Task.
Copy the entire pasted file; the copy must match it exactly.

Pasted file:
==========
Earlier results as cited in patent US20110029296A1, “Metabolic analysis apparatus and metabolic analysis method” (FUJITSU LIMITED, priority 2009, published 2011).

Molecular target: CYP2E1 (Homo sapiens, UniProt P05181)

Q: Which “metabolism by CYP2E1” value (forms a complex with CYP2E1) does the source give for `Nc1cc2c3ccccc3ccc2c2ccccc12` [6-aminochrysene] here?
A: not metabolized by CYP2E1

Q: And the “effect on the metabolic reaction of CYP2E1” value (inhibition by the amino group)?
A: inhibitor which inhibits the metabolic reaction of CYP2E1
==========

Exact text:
Earlier results as cited in patent US20110029296A1, “Metabolic analysis apparatus and metabolic analysis method” (FUJITSU LIMITED, priority 2009, published 2011).

Molecular target: CYP2E1 (Homo sapiens, UniProt P05181)

Q: Which “metabolism by CYP2E1” value (forms a complex with CYP2E1) does the source give for `Nc1cc2c3ccccc3ccc2c2ccccc12` [6-aminochrysene] here?
A: not metabolized by CYP2E1

Q: And the “effect on the metabolic reaction of CYP2E1” value (inhibition by the amino group)?
A: inhibitor which inhibits the metabolic reaction of CYP2E1